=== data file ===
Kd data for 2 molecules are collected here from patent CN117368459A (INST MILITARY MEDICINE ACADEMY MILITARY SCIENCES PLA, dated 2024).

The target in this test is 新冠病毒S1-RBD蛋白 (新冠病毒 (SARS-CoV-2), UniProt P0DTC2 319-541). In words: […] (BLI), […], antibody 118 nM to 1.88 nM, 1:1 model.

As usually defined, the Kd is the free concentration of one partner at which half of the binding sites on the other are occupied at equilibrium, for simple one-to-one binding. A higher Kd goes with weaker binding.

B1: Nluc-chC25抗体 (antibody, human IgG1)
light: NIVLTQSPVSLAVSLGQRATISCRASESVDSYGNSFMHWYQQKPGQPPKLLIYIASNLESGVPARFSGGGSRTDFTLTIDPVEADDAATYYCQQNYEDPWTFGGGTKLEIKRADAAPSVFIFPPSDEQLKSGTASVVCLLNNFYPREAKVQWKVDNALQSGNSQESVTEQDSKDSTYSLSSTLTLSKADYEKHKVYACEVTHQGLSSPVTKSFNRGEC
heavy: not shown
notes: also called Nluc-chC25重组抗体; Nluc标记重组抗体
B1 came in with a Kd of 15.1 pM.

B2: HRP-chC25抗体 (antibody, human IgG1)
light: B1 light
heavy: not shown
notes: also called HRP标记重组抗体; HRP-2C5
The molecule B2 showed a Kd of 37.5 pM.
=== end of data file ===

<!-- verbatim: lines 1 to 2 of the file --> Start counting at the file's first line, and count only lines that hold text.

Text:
Kd data for 2 molecules are collected here from patent CN117368459A (INST MILITARY MEDICINE ACADEMY MILITARY SCIENCES PLA, dated 2024).

The target in this test is 新冠病毒S1-RBD蛋白 (新冠病毒 (SARS-CoV-2), UniProt P0DTC2 319-541). In words: […] (BLI), […], antibody 118 nM to 1.88 nM, 1:1 model.